Debating global issues | Aga Khan Academies

Debating global issues

Model United Nations at Aga Khan Academy Hyderabad – early beginnings

When Alisha Sonawalla began studying at the Aga Khan Academy (AKA) Hyderabad in 2012, there was no Model United Nations (MUN) club. The school was only about two months old and extracurricular activity options were still being formulated. Alisha teamed up with the few lone students who also had a passion for MUN, and together they began the lengthy process of creating the club on campus.

It would be almost a year before the club was able to gain its active campus status, but that didn’t stop Alisha and her peers from spreading the MUN knowledge around. They took 25 students to the local Oakridge conference, letting the excited delegates experience firsthand what this so-called magic of Model United Nations (UN) was all about.

“I remember on the way back, we had a pen and paper, and we were trying to chalk out the plan for our own Model UN,” says Alisha.

She laughs as she reminisces, but Model United Nations is serious business for those who participate in it at the Academies, and the act of drafting a club logistical resolution is indicative of how very dedicated MUNers are to their each and every cause. Model UN is a chance for students to hone their knowledge about the world, to debate world issues and to practice public speaking. It is a chance for them to learn in an environment separate from the classroom and to collaborate on solutions to real-world problems. Above all, it is something students at the Academies take on and something that takes a hold on them even after they’ve graduated.

MUN at AKA Mombasa

 “The idea was to create a programme that was desirable and competitive and ultimately interesting, giving students skills that they otherwise perhaps didn’t have – general frameworks from which to analyse international relations or various events taking place globally. Giving them the chance to work on their public speaking and being able to present and articulate their thoughts in an oral manner, and then helping them to write resolutions and knowing how to present things in a formal fashion, such as you would at the United Nations itself,” explains Naheed Bardai, Acting Senior School Principal at the Aga Khan Academy Mombasa, who currently runs the school’s Model UN club with Joanne Gogelescu.

Like at AKA Hyderabad, Model UN at AKA Mombasa had humble beginnings, but now, says Naheed, it’s “oversubscribed.” The club has expanded it’s opportunities, including participation of students in the large East African Model United Nations conference, as well as creating an internal conference, a middle school MUN and organising a trip to Geneva.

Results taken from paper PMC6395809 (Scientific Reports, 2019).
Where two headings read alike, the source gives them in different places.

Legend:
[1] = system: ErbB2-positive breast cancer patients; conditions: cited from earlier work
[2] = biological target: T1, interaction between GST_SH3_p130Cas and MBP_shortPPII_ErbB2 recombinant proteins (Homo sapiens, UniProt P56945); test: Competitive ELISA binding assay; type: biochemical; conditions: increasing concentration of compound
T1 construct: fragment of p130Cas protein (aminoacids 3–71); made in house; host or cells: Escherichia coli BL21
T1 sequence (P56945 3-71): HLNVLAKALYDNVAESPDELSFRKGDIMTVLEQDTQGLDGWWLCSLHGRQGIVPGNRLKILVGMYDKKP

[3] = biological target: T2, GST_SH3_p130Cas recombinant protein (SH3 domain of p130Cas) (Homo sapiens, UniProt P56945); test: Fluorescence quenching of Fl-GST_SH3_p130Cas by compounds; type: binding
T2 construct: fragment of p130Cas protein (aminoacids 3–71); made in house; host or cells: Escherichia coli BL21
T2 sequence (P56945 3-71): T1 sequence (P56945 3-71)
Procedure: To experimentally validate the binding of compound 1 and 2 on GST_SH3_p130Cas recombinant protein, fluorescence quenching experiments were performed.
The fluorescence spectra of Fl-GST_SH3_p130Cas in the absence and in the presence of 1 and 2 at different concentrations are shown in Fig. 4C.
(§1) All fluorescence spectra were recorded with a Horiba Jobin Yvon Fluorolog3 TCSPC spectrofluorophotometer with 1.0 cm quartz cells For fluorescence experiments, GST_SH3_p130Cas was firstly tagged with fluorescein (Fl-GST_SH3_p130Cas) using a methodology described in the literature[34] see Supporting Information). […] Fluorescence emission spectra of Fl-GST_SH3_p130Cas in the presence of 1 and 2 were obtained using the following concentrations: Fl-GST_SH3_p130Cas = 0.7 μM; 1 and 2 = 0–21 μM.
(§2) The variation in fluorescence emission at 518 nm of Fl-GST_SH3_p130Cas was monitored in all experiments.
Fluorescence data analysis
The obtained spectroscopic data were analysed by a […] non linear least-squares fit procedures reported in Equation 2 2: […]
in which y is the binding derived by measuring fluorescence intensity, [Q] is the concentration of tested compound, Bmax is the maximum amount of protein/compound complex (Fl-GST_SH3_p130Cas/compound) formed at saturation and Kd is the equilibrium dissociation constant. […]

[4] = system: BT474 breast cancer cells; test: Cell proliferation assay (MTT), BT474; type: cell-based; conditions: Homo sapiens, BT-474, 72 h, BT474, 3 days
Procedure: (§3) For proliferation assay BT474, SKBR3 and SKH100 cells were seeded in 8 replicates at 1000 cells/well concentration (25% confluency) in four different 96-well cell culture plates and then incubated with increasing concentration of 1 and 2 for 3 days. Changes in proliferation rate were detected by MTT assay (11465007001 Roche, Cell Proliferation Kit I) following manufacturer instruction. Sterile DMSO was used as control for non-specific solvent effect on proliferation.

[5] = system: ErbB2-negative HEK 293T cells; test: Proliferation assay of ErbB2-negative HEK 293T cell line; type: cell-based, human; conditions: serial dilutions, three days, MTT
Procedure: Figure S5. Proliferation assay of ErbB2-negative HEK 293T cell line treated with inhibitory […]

Between the middle school MUN and the East African MUN, the Academy in Mombasa had a total of 90 students participating in Model UN this year.

“It was great – really high level debating on lots of global issues from ISIL in Syria and Iraq to Ukraine and deforestation and issues dealing with health,” says Naheed. “There were lots of global, pertinent and timely issues that they got a chance to dig their teeth into.”

Model UN beyond the Academies

Academy graduates often carry their involvement with Model UN through graduation to university life.

Amsal Lakhani is a graduate of AKA Mombasa and was intensely involved with Model UN at the Academy. He now attends Columbia University in New York, where he has continued to explore Model UN. Although he isn’t as involved in the activity as he was at the Academy, he says he isn’t ready to completely lose the connection yet. He has staffed a high school Columbia MUN conference and plans to try to staff another one in Istanbul.

Alisha Sonawalla remains devoted to Model UN. Most recently, she was the Secretary-General of AKAH MUN – AKA Hyderabad’s Model UN conference. She is also working on an initiative called iMUN, which gives kids from less fortunate backgrounds exposure to Model UN. She’s currently involved in organising the first-ever MUN in Afghanistan.

As Alisha reflects on how far the club has come and on the completion of a successful AKAH MUN conference, she has only good things to say. 

“When I hear today how after the MUN seventh grade students returned to their rooms, formed their own committees, elected their own secretary-general, came up with their own crisis and still use parliamentary language in daily conversation, I know that the Model UN tradition, started in 2013, will continue for years to come. When I hear students asking about the next conference they can attend, I know that a spark has been ignited. When I hear that people are vying for the posts on the secretariat next year, I know a culture has been sowed. As we pass the baton on we have realised the power of Model UN conference.”

Read more about the recent MUN conference in Hyderabad and some personal reflections from students: AKA Hyderabad Model United Nations conference.

To watch the video prepared for the MUN conference in Hyderabad, click here.

By Farah Mohamed

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